ETFs: ‘could pose a significant danger to investors at times of high market volatility’
- 6 February 2012
For many, the term ETF is rapidly becoming synonymous with future problems, with many suggesting that the higher ETFs fly, the bigger their eventual fall. They see consumer detriment as many instruments sold to individual investors such as absolute return funds may be wholly or partly dependent on ETFs which are difficult to understand or even impossible to disentangle from the underlying fund.
This week, watchdog European Securities and Markets Authority (ESMA) issued a consultation paper to respond to investor fears. But it is unlikely to assuage critics such as whistleblower Terry Smith, chief executive of interdealer broker Tullett Prebon.
He told Reuters that "ETFs are being widely mis-sold as a low cost form of index tracker when in fact they are highly complex vehicles best suited to hedge funds and proprietary trading desks." He warned the unwary investor buying into an ETF could be exposed to highly complex opaque products more suited to high frequency traders and hedge funds.
"If you read the description of the product they use the words synthetic, derivative, swap and counterparty. If you can't figure out what the problem might be here you need to study the history of the last four years more carefully," he said.
ETFs grew by an average 40% annually over the first decade of this century from virtually nothing to $1.2trillion. The increase has now slowed.
ETF issuers promote their tradability – like shares on an exchange. Smith said: "This feature is irrelevant to non-professional retail investors that makes the vehicles attractive to short sellers. The only people who want ETFs to trade intraday are bank proprietary trading desks, hedge funds and algorithmic traders. The average investor is none of the above."
He warned: "Though ETFs are increasingly marketed as low cost, they are highly profitable for issuing banks. The (visible) charge to the investor is "a very small tip of the iceberg on what they (the banks) are making. There's basically a gravy train," he said.
He is not alone. Just before Christmas The Guardian highlighted a warning from brokers Williams de Broe who called for regulators to ban the sale of more complex ETFs to retail investors. The broker also stated that "the proliferation of such funds over the last decade could severely exacerbate a market downturn."
De Broë's head of research, Jim Wood-Smith, said: "ETFs could pose a significant danger to investors at times of high market volatility. We welcome the increased attention regulators are paying to these products, which remain relatively untested."
He focuses his firepower on "synthetic" ETFs, which instead of tracking an index such as the FTSE or a basket of commodities, use derivatives to gain exposure, with risks passed on to third parties. Wood-Smith says: "These contracts are not as transparent as we would wish, and there is a danger counterparties could go bust. I am not sure investors realise the risks involved."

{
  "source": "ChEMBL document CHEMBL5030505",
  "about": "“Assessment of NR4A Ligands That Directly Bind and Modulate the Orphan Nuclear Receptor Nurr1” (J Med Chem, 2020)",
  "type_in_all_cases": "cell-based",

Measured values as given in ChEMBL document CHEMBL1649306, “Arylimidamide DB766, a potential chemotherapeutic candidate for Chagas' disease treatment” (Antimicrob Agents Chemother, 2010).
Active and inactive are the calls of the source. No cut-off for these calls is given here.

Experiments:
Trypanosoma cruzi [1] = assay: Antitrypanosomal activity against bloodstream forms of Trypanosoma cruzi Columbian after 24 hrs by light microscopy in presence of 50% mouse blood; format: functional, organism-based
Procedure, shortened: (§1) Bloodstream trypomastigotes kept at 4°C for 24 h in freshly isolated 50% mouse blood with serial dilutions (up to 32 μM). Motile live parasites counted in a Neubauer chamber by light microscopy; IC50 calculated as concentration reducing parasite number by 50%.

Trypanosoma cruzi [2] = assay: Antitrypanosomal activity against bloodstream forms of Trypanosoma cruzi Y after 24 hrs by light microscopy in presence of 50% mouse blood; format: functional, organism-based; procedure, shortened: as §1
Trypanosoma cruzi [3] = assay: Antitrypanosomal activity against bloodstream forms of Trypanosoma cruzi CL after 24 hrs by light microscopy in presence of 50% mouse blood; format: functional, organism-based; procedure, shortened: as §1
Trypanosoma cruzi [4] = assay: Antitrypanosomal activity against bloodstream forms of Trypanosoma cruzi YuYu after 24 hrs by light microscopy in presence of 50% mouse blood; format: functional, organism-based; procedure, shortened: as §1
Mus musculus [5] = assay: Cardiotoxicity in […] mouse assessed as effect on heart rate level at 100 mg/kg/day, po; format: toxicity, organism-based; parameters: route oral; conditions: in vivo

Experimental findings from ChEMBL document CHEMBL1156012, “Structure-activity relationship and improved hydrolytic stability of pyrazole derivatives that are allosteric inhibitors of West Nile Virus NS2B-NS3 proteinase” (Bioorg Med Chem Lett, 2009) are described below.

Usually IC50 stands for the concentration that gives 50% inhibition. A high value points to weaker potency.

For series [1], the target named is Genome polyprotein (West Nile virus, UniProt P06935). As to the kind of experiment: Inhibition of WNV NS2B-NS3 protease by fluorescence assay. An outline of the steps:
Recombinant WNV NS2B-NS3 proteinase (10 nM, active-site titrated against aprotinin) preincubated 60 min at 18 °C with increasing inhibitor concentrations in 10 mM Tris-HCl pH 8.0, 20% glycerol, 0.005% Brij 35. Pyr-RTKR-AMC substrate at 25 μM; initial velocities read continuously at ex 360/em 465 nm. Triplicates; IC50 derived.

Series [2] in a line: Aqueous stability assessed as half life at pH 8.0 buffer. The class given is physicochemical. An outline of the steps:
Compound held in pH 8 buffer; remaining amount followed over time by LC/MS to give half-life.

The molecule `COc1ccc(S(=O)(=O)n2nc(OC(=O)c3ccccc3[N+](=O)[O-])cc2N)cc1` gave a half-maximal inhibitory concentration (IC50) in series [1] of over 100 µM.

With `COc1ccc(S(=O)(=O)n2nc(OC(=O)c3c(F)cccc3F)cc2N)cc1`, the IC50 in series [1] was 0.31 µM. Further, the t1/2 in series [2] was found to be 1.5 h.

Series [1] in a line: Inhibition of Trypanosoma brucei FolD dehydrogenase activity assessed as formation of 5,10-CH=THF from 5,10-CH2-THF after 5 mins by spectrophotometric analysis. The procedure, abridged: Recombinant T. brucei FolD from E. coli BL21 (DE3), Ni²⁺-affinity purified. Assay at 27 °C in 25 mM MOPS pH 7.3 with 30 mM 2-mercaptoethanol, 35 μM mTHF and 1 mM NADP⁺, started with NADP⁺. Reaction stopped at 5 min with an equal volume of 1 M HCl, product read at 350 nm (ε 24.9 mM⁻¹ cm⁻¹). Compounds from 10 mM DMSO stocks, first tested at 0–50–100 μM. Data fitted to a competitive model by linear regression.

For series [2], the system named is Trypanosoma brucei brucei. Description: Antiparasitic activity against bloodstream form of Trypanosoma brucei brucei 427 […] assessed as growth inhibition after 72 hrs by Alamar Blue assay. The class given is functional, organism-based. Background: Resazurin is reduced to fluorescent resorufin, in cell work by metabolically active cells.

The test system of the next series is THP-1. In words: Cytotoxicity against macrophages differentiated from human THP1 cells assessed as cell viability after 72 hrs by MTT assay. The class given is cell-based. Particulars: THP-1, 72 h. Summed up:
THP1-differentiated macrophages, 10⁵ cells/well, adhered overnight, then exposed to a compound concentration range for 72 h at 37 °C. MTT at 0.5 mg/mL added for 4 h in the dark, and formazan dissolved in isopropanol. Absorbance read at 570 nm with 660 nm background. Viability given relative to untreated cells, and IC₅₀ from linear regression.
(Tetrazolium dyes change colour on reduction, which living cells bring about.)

In the US, the Securities and Exchange Commission (SEC) is also concerned. Last October, it announced an agency-wide review to ensure ETFs are adequately transparent and not fuelling market volatility. It is looking at the adequacy of investor disclosure, liquidity levels and transparency of underlying instruments.
The new proposed ESMA regulatory environment will not stop these doubts. The Financial Times headed its account "Regulator goes easy on ETFs". ESMA has stopped short of classifying synthetic ETFs as complex instruments which would have prevented their sale to investors without prior advice.
It is basically a get out of jail free card for the ETF world. The worst that would happen is that disclosure requirements would increase. FTAdviser has a summary of the 77 page long interim report which talks of labelling and "identifiers" with the prospect of regulatory action to ban unsuitable products a very much long term threat.
The summary is long on information requirements – but these will not stop individual investors from buying or selling higher risk instruments. A long list of disclosures is no help when someone is trading – they simply do not have the time to read complex material and, even if they did, the ESMA proposals do not suggest the use of "comparators" so potential investors can see how each factor revealed lines up against other funds or their importance weighting.
ESMA will now find itself potentially at loggerheads with the SEC and with the UK's FSA which, in its new incarnation as the Financial Conduct Authority, will want to be seen reversing previous light touch regulation.
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